Balancing rights and responsibilities, the search for social grace in the age of social distancing.
Once upon a time, there was a young woman named Mary. She was a cook in private homes in New York and New Jersey in the early twentieth century. She had quite the reputation as a cook, her employers were particularly fond of her ice cream recipe. When she left one place of employment, her next employer would be the beneficiary of her art in the kitchen, their dinner parties having a special new sparkle. Around 1907, after there had been severe typhoid outbreaks, the health authorities of the region traced the chronological path of sick and sometimes dying patients to the employment history of Mary Mallon, coveted cook, incubator of typhoid fever, aka Typhoid Mary.
Mary was confined to a sanitarium for a few years, later released with the agreement that she would not seek employment as a cook. She broke that agreement. Shortly after taking on a new position as a household cook, another outbreak of typhoid fever was traced to her. Mary was permanently housed in a state facility until her death.
We remember Typhoid Mary to this day because who doesn’t love a good catchphrase or a scapegoat? Maybe your family lost loved ones to cholera, typhoid fever, or the influenza of 1918. Is there a favorite aunt, or uncle your parents remembered, who is still missed?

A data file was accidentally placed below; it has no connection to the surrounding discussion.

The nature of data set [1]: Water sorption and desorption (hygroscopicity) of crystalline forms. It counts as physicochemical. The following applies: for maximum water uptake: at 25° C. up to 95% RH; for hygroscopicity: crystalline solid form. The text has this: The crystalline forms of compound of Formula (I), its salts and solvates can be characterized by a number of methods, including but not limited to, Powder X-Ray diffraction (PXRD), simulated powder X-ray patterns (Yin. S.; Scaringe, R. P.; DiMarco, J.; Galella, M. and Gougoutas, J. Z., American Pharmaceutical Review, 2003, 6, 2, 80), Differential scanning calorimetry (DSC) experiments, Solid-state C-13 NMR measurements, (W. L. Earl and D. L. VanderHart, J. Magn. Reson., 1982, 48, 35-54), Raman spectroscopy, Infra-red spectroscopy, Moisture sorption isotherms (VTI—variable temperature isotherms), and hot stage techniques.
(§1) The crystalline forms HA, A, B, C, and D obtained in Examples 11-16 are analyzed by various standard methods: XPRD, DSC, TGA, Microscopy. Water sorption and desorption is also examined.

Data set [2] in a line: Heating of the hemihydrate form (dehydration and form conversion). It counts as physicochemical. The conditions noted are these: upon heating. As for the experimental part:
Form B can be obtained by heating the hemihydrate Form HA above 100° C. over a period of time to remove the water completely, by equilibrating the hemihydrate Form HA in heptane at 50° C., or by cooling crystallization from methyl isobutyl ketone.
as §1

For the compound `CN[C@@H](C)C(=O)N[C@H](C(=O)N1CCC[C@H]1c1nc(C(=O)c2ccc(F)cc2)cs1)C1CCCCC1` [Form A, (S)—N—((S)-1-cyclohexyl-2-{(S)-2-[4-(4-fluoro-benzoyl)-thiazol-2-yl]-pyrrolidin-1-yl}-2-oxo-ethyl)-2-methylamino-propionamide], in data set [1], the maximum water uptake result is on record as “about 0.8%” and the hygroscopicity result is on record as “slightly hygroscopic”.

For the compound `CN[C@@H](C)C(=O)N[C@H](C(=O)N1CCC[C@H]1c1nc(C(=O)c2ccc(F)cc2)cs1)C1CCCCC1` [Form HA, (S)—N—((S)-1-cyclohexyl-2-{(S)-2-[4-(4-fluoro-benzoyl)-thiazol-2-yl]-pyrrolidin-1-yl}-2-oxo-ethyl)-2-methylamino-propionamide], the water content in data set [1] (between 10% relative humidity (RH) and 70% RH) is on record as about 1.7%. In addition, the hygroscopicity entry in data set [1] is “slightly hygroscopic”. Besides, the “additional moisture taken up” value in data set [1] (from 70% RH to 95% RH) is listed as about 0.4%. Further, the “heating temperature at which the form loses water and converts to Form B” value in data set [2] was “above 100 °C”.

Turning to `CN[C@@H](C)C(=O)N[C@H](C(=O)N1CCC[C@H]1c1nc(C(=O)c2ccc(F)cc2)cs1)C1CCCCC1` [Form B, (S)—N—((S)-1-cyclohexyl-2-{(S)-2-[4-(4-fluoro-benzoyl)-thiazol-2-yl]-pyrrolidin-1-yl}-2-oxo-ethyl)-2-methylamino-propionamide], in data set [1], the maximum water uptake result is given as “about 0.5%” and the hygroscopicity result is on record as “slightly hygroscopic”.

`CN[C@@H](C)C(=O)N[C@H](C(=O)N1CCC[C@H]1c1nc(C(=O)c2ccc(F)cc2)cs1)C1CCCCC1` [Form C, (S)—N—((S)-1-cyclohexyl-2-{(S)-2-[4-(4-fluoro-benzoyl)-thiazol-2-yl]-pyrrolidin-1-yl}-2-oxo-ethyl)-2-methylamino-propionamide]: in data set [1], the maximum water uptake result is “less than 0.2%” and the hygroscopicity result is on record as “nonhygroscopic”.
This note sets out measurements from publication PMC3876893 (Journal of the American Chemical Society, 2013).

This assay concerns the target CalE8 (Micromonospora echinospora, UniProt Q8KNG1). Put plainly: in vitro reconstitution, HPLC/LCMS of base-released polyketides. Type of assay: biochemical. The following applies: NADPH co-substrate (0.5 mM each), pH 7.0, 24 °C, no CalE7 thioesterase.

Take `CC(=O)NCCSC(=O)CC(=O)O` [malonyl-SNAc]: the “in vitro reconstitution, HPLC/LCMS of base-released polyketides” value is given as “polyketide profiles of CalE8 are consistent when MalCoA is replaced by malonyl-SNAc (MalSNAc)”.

To live in a society of humans, agreements and compromises are made, rights and responsibilities are balanced. The old adage, that you don’t get a traffic light at an intersection where drivers speed through just because they can, until someone gets killed, is right on target today. There have been people dying here at home and around the world, of an infectious disease that groups have spread by gathering in their busy activities, just because they can. Government has to and will continue to step in, take action, and impose rules. Because it has to, that is the role of administration. Rights can be argued all day long, but if they do not come with responsibilities, rights are meaningless.
In the history of public health in the USA there are many diseases that were mysteries, which when solved resulted in protest against the solutions. Inoculations have been protested since they were first used in the colonies in the early 1700s.
Laws against spitting in public, written in the last 100 years and beyond, are on the books to this day because we understand how different diseases…